Louise Roe

Louise has been a Maternity Investigator for five years, having previously worked in clinical and patient safety roles. She currently works for the Maternity and Newborn Safety Investigations (MNSI) programme. In the time between developing this tool and writing this article, guidance to assist with interviews following a patient safety incident was published by NHS England and the Healthcare Safety Investigation Branch (HSIB).

In my early years as a maternity investigator, when interviewing staff about patient safety incidents, I found that at times the quality and depth of information obtained did not fully answer all the whys around decision making at the time of an incident.

This left me with two options: to repeatedly ask similar questions around the same area, at the risk of staff feeling interrogated and worried they had done something wrong; or to come away with unsatisfactory information for the investigation. Neither option sat right with me, so to address the problem I set out to develop my interviewing style.

This blog lays out my journey to obtain higher-quality information from interviews while protecting staff involved in patient safety incidents.

Whilst the impact of a patient safety incident is often devastating for patients and families, the emotional effects on staff involved are also well documented (Wu and Steckelberg, 2012). So how do we ask questions that explore local rationality and let us really understand why a decision, action or inaction made sense at the time without making staff feel interrogated or blamed?

As a starting point, I carried out a review of safety science literature. I found an almost overwhelming amount of information, which I streamlined and collated into a table of questions (see below) that would help an investigator explore local rationality. For me, the tool needed to be functional, easy to navigate, and suitable for use in daily work when planning interviews.

I structured the questions according to the tell, explain, describe (TED) approach of effective questioning, altering the wording when needed to ensure questions did not appear accusatory. I categorised the questions into areas for focus, relating to a situation, thoughts/decision making, preparedness (knowledge and training), communication, and anticipation/thinking ahead. Supporting information within the table makes it easier to select the type of questions needed to get the right information.

For the past three years, I have embedded this tool into my practice as an investigator and have observed how interviews flow better and feel more like a discussion. The quality of information obtained leads back to system or process issues, or that deviation from usual practice occurred, due to other influencing factors. I feel more comfortable during interviews, as I know that the questions I am asking are not focusing on the person. At the end of interviews staff reported that it was “not a scary interview” but a “pleasant experience”. Some staff have shared how they were initially worried and nervous but instead came away having had a positive experience and greater awareness of our intentions and purpose of improving healthcare services for future families and staff.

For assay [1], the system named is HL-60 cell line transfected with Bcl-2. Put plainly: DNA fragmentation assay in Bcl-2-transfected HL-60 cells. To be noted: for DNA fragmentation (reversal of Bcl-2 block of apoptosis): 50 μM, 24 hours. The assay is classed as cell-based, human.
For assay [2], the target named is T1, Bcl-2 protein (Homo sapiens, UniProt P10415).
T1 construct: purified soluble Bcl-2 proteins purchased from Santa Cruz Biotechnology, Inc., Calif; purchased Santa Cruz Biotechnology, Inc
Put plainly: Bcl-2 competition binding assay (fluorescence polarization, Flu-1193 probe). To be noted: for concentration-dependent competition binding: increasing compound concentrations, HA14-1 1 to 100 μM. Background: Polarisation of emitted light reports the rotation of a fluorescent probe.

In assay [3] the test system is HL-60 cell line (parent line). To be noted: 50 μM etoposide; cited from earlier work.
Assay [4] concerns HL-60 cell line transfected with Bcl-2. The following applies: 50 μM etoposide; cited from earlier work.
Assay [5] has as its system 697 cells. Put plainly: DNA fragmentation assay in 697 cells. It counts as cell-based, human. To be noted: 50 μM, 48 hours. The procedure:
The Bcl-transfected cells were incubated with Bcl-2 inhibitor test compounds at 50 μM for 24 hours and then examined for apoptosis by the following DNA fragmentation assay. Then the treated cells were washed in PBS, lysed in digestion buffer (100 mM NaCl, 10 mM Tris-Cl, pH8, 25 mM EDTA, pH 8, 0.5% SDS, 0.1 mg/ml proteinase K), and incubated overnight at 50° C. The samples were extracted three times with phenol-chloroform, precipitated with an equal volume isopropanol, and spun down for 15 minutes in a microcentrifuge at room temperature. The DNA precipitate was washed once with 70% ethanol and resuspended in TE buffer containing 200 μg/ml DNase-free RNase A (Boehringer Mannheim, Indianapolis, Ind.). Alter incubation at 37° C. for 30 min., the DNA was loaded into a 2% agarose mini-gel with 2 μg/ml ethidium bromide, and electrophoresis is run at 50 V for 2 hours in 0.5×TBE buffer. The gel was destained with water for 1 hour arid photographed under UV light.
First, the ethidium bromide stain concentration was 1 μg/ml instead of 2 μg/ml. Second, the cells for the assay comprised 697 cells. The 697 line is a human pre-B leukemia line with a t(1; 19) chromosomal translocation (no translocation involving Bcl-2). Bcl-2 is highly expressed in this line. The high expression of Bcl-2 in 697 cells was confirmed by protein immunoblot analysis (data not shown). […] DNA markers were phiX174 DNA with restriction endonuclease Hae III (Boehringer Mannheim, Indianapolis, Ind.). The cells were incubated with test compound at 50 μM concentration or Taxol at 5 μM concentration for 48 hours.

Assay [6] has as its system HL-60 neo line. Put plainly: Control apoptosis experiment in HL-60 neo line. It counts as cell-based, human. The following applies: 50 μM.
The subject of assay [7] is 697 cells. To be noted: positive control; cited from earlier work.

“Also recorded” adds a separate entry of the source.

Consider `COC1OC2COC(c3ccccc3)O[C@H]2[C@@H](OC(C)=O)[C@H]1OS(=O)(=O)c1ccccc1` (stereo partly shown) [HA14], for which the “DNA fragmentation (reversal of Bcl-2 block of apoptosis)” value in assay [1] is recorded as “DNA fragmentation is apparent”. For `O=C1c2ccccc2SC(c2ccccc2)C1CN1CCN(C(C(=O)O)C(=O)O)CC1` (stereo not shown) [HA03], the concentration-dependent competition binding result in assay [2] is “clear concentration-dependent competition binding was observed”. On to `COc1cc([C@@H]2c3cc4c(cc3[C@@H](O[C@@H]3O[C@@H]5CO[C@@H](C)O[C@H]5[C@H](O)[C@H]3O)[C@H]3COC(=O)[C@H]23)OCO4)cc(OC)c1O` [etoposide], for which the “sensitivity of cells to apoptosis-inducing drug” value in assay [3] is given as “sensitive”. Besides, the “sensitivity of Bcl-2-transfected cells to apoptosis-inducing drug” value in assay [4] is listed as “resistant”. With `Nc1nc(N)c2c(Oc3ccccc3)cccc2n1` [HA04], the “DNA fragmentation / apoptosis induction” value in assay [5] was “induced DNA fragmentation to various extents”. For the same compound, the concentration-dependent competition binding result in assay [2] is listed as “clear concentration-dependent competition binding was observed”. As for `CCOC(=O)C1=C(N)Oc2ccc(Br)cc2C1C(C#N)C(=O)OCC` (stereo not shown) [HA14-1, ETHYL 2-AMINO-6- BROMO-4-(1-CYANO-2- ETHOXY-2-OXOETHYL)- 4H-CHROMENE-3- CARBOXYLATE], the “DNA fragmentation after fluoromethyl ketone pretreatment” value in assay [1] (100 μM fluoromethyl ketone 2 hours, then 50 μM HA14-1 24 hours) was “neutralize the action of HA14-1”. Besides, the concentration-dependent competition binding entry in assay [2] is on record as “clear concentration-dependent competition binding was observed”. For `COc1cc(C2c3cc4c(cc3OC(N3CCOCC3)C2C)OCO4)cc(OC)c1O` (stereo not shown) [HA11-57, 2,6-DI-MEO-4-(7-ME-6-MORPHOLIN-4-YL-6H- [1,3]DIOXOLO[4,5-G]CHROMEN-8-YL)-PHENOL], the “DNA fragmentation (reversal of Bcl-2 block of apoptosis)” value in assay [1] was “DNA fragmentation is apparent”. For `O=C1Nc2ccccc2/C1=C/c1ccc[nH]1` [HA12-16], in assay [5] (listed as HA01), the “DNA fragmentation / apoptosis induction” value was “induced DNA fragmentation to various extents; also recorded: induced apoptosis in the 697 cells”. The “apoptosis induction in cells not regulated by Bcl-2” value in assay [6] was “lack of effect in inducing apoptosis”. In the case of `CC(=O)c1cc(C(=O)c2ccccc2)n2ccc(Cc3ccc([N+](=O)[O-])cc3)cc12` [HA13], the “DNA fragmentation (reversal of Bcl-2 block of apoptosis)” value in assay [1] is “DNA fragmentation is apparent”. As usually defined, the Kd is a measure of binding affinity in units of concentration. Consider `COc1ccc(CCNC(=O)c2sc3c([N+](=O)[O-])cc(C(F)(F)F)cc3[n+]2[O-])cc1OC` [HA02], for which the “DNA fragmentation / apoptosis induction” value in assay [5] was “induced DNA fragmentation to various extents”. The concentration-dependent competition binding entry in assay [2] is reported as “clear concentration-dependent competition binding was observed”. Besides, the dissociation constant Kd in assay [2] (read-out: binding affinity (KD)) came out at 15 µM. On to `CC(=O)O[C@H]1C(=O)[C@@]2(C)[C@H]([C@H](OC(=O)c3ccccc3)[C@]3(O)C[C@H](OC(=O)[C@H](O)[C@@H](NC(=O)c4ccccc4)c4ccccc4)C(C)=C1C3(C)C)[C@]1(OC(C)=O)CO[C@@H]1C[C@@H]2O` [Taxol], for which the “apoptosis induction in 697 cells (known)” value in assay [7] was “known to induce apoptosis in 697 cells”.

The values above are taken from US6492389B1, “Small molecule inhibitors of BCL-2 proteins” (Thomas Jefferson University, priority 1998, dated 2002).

I had envisaged the use of these questions becoming automatic the more I used them, and whilst that is the case to a certain degree when I draw from the questions in live interviews, I still use the tool during interview planning to make sure that I am selecting the right type of questions for the information I need. Given that each investigation is different due to ever-changing variables, taking time to consider the questions being asked before an interview, and reflecting on the information shared by staff in response, is always encouraged.

Given the breadth of possible lines of questioning, it is important for the investigator to choose questions that draw out meaningful and relevant responses and provide what we want to know. Asking the right questions enables findings to be more accurate, which is ultimately the basis for making the right recommendations for change.

Whilst the focus of an investigation should be on systems, processes and human factors, we know that, due to the nature of the work, healthcare staff will often individualise blame on themselves when an incident occurs. Our role as the investigator is to ensure that we don’t add to this further by the way that we ask questions. Often the way that we ask a question can stay with staff long after the interview has finished. We have the ability, through the questions we ask, to take it away from the person and show them that it’s about the information that was available at the time, influencing human factors, and the systems, processes, and situation they were working within, that we are really interested in.

Whether you’re new to healthcare investigations, or you have worked in this field for some time, it is hoped that this tool may offer some help to really understand why it made sense at the time, whilst being mindful of the emotional impact on staff.

To download and print Louise's local rationality questions table as a PDF, click the below button, or view the table in full below.

Local Rationality Questions Table

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PDF, Size: 107.3 KB

Exploring situation in local rationality questioning

Question Comments Based on (reference)
Describe to me what was happening at
the time?
Allows exploration of dynamic elements of a work environment. Dekker, 2014; Patel et al, 2002
Describe to me what was happening around you? How did the situation unfold around them; what cues did they get when? Dekker, 2014
If you had to describe the situation to your colleague at that point, what would you have told? Klein,1998